Tuesday, July 3, 2012

The Man Vladimir Putin Fears Most !

"I am not ready to back away from my views," says the soul & champion of Russia's opposition, Alexei Navalny. The anticorruption blogger and activist has been, in the last 3 months, in the middle of Russia's unexpected political awakening. By the tens of thousands, Russians shed their fear and apathy to protest December's fraud-ridden parliamentary elections and Mr Putin's hold on power. From a crowded stage of opposition figures, Mr Navalny has emerged as the charismatic and fresh face of the movement.

In a repressive regime like that of ex-KBG thug Vladimir Putin, there is a constant struggle between the dictatorship and those who oppose it and try to liberate vital information from a non-transparent apparatus. Alexei is at the vanguard of these "data dissidents." He built a network to reveal the corruption of the Putin regime, relentlessly ferreting and documenting the kleptocracy case by case, with popular outrage as a result.

Apart from his persistence, courage and skill, this 35 year old lawyer possesses the more subtle requirements of leadership in the modern age. His personal charisma is complemented by a sadonic sense of humor that is ideal for puncturing the propoganda of the grey humorless Kremlin. His knack for phasing has branded Putin's United Russia Party as the "Party of Crooks and Thieves" for all time.

He says, "The Kremlin should understand these tens of thousands of people will never leave the streets. We will never consider Putin as a president with legitmacy." Escalation carries risks for the opposition. Confrontation with police and the Kremlin's Nashi Youth shock troops may scare the middle-class Muscovites but many still joined the winter's protests. The Kremlin seems to fear My Navalny most of all the dissident figures because he is so good on digging up dirt on shocky government tendering and purchases. Websites and TV stations friendly to the regime have tried to smear him as a CIA operative or Hitler-like nationalist. He is the sole opposition leader still barred from state-controlled television.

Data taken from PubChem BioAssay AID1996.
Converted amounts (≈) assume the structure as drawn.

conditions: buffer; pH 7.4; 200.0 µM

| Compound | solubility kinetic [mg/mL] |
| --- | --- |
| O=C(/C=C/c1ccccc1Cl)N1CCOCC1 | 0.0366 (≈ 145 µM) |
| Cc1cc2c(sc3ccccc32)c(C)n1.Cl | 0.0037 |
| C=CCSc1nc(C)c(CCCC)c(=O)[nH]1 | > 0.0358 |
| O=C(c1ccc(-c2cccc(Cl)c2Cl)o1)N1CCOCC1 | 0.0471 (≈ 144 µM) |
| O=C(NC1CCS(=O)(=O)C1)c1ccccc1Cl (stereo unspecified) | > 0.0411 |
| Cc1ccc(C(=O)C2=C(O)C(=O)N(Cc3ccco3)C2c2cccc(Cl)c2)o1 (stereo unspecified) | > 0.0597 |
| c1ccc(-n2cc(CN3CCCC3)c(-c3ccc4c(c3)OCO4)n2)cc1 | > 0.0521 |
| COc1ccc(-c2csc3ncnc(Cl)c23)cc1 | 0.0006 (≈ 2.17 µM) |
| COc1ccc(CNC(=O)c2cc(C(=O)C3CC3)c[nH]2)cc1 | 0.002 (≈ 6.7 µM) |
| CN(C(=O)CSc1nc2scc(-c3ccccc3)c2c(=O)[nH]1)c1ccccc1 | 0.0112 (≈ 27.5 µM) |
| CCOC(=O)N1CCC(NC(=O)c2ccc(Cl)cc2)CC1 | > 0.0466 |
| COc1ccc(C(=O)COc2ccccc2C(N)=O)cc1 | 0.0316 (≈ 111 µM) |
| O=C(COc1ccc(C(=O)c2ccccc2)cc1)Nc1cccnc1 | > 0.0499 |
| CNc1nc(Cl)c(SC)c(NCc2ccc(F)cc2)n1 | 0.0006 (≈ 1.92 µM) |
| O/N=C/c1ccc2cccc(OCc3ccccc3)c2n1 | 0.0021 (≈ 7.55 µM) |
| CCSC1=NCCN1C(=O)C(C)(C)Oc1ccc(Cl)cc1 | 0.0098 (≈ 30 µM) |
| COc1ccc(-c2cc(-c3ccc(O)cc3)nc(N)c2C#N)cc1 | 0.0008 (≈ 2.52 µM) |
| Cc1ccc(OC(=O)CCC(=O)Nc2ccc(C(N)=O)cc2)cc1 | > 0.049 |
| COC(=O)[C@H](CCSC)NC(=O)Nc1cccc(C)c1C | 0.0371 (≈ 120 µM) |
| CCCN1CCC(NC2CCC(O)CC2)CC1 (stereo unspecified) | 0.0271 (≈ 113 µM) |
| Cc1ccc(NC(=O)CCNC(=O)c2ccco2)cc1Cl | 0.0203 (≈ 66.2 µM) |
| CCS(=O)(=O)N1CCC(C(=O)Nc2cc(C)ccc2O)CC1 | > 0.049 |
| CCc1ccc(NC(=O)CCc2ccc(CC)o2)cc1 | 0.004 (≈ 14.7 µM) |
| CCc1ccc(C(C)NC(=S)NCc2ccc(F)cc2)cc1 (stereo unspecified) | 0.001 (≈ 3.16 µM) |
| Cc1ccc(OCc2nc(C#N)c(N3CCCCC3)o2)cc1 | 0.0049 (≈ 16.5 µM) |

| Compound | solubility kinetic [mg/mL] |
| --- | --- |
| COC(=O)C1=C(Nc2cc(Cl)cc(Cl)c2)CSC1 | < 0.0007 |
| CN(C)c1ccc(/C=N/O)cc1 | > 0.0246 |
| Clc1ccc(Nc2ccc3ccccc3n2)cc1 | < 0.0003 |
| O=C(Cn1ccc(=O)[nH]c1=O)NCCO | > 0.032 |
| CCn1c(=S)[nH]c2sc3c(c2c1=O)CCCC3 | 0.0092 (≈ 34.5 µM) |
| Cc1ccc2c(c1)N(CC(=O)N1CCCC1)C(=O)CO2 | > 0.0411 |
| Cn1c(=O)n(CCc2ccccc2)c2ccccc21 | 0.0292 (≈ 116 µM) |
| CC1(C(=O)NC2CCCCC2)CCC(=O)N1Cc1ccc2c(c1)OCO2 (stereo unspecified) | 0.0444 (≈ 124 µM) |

"I'm on the very blackest part of the Black List," says Mr. Navalny. When television host and Putin family friend, Ksenia Sobchak, invited him on her popular MTV show it was yanked off the air---presumably by government orders. "Sometimes it seems to me that there is a small crazy guy in the Kremlin who works for me," Alexei jokes. "Relatively few people watch such shows, but because they banned it, there are millions of Russians now who wonder, 'Who is this guy? Why do they fear him so much?'"

The Way I See It....Alexi's secret weapon is the rapidly rising number of Russians on the Internet. There were an estimated 3 million in 2000 when Putin took power and 35 million in 2008 when his second term ended, and today there are more than 60 million (44% of the population)! His growing audience of Truth seekers is largely but not entirely young, and he has given a voice to millions Russians whose calls for fair elections refute the western critics that often declare the Russians are unsuited for democracy.

I'm sure that idea is at the forefront of Putin's thinking. As his popularity has slid, Mr Putin's rhetoric has hardened. He doesn't see why the past 12 years of  his "sovereign democracy" is not appreciated. "Putin did a lot of good stuff in 1999 until 2003," says Alexei, " but it's obvious now that his system of power is based on corruption and people around him depend only on money and its corrupting influence."

Mr Putin was badly rattled by the Arab uprisings, most of all Gadhafi's fall and murder. Pointing to the dead Libyan leader in a photgraph with Putin, Mr Navalny say, "The historic end of this guy drives Putin crazy. He thinks the only way for him to be alive and healthy and rich is to be president. This latest Czar is 'trapped' by power but we'll be still working hard on keeping the bastard honest!"

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